As you can see from the press release, we had a good quarter, and all our business segments except for one had increases in revenue and most had improvement -- slight improvement in margin as well. But Lorne will kind of cover the big picture financials, so I'm going to dive right into our business lines specifically.

And I'll start with the one business that had a decline in revenue, and that's wireline. And that is a very simple story, really. Revenues were down 15% roughly second quarter to third quarter. And that's mostly related to completion-oriented, perforating and setting plug work in 3 geographic areas: the Rockies, the Permian and in the Bakken, kind of in that order as well. And predominantly related just to 2 to 3 very key clients that we have in those markets. And so it's just that simple. Some of these clients paused for various reasons, and it had an impact on that wireline business.

In addition to that, in both wireline and coiled tubing and well servicing, to some degree, we had a slight weather impact for the operations mostly in Texas, where we had, in several areas, a foot to 2 feet and greater of rain beginning in September and existing into about middle October. So it's been a rather extraordinary weather pattern here for the Texas market.

When you look at the revenue declines for those key clients in wireline in those markets, it's somewhat understandable as these clients were extremely active in the first and second quarters. As you may recall, our wireline overall experienced a 37% increase in revenues from the end of '17 through the end of the second quarter. So these guys were going strong and hard, and they took a little pause for different reasons, really, and we see their activity starting to pick up and level out. And so we're actually guiding up a little bit in wireline for the fourth quarter.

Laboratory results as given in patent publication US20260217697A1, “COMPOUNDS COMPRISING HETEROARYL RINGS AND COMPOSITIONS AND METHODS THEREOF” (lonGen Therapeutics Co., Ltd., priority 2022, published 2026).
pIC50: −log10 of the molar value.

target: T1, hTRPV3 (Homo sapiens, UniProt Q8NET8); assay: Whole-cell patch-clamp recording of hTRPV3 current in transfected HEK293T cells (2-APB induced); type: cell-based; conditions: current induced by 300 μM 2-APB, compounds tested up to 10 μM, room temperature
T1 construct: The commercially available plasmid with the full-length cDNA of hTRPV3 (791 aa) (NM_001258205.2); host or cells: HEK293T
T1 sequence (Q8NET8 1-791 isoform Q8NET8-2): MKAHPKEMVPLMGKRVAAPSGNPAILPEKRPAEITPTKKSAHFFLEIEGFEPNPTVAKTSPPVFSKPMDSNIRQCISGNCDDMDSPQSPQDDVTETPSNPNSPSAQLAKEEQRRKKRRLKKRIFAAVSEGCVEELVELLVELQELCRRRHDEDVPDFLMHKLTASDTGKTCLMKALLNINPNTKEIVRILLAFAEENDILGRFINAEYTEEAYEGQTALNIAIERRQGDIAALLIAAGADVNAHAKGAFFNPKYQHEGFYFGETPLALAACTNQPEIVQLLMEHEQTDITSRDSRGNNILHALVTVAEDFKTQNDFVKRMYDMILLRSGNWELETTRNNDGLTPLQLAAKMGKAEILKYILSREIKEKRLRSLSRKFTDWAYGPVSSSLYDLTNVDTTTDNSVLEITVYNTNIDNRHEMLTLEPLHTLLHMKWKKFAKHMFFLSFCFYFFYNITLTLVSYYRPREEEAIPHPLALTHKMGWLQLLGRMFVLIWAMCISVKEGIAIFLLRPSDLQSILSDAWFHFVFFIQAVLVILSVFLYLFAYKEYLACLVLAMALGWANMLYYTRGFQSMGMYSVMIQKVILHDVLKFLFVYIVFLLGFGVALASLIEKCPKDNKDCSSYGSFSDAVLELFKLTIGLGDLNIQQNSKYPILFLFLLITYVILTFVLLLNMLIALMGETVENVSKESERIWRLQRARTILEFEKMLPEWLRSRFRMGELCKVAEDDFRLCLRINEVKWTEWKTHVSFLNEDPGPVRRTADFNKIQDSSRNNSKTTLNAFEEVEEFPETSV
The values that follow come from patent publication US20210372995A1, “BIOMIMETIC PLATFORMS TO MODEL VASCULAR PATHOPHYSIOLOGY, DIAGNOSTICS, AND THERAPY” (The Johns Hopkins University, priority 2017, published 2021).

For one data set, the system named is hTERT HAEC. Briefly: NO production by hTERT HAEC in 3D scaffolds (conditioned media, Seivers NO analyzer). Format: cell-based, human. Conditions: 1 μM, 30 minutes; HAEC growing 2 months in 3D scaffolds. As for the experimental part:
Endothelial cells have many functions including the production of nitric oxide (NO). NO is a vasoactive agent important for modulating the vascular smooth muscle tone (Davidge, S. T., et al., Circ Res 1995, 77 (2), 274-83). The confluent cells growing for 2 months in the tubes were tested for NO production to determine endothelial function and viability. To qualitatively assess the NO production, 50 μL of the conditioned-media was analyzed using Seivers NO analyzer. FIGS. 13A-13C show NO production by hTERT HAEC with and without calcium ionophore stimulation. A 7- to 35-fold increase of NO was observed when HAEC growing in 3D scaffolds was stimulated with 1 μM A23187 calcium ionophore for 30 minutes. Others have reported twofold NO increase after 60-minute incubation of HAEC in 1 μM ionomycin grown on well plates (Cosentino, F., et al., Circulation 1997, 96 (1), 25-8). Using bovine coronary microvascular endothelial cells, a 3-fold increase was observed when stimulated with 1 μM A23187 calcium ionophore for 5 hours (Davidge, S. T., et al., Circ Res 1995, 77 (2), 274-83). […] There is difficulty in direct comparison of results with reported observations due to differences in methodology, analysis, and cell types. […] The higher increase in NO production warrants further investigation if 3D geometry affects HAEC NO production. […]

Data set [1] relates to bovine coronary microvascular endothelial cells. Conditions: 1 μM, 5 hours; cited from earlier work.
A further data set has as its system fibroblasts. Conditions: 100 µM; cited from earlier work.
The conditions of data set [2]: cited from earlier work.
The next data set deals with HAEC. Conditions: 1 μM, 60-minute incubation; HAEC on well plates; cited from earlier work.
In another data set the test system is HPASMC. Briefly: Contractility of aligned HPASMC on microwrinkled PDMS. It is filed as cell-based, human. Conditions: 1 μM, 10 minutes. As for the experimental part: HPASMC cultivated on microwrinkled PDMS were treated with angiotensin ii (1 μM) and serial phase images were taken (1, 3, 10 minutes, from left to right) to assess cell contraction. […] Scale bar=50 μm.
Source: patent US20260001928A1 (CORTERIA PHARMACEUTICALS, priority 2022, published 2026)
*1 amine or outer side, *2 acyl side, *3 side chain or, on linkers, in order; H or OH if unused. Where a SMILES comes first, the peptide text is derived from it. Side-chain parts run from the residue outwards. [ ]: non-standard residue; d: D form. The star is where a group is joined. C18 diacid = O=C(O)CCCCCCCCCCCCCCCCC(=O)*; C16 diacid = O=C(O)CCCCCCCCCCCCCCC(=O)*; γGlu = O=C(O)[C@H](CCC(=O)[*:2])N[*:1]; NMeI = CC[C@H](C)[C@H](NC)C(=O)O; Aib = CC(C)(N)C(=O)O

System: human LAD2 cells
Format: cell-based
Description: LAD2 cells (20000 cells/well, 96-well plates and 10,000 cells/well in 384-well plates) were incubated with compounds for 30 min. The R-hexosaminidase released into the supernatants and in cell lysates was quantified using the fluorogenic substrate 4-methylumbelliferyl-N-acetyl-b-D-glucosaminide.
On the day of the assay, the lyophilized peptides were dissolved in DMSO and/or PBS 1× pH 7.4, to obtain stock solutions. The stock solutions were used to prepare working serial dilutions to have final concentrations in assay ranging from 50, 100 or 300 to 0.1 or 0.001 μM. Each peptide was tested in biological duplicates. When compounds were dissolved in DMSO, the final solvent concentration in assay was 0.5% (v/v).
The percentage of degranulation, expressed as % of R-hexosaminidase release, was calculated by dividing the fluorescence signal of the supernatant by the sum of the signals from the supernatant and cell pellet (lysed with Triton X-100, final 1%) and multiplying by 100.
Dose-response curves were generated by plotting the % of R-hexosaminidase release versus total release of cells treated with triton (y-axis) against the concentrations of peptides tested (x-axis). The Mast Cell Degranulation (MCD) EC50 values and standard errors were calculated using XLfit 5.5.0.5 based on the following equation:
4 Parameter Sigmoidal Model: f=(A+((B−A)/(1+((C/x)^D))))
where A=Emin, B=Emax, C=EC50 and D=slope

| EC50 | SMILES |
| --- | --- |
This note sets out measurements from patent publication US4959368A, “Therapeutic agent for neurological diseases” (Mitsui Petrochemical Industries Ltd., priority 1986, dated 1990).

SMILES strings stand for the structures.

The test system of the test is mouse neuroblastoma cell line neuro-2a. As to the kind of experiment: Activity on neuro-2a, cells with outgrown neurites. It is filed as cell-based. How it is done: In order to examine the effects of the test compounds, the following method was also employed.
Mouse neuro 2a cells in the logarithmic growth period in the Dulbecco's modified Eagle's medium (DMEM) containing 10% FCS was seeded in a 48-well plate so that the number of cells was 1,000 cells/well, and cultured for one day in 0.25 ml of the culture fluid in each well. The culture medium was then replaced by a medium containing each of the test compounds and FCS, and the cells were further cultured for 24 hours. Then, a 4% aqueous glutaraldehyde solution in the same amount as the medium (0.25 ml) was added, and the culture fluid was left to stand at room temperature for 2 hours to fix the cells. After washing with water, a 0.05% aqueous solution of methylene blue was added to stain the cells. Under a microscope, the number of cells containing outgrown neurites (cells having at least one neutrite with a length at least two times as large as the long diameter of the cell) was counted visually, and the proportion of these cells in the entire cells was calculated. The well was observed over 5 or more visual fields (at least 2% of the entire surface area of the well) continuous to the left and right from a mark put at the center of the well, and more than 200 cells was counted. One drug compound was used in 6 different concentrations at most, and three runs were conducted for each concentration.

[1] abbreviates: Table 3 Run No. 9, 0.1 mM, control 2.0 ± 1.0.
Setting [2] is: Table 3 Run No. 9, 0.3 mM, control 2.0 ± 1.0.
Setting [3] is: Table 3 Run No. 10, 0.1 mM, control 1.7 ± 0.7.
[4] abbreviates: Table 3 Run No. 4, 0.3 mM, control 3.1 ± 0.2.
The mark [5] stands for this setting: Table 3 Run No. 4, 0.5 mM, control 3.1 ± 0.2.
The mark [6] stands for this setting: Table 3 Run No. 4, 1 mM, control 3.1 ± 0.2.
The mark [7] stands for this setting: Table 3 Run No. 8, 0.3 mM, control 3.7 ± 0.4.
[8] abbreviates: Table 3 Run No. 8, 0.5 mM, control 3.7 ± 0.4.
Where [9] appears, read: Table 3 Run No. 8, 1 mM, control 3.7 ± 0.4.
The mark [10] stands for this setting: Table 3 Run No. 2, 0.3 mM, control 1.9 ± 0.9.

We do expect revenue and margin to be improved in wireline in the fourth quarter, but we will have the normal seasonality that we've experienced pretty much every year. And we'll have holidays, Thanksgiving, Christmas, shorter daylight hours, those types of things, but we do think it will be a good fourth quarter. There is a little uncertainty in the Colorado market around Initiative 97. A couple of our clients are watching that closely and probably have curtailed activity a little bit associated with that and will adjust once they see how that plays out.

Turning now to our well servicing segment. Revenues there were up 5% Q3 over Q2. Well servicing has been a very steady -- with a -- kind of a modest upward bias to it all year long in both revenue and margin. It's just, as we've talked about in the past, that's the one production service business segment that never had negative EBITDA throughout '15 and '16. And we're kind of seeing that it's been a slow recovery for well servicing, but it has been on a slight upward bias all year and last year. And granted it's not explosive growth, but in a market and the type of recovery that we're having this cycle, that's appreciated, really.

So we think that trend continues. Pricing is firm, and activity is steady. We've moved some equipment around. We've added an additional 2 to 3 rigs in the Permian market. We already had one working there. We added a couple of more. We've started doing some drill-outs. While we don't have all the ancillary equipment we would like to have yet, we do have some on order. We've received -- just beginning to receive some of it, where we can do a little more thorough wraparound those tall-masted, 116-foot well servicing rigs and perform really top-notch drill-out solutions for our clients there. So we're just starting to do some of these drill-outs. We started a little bit in the third quarter. And we're going to see more activity in the fourth quarter. And then as we move into next year, where we're adding more of the what we call the wrap products, the pumps and the swivels and pickup/laydown machines and potentially some BOP-handling equipment, then we anticipate those margins will be very positively impacted by adding those rigs there. So we'll see a util pickup and a margin pickup from that work.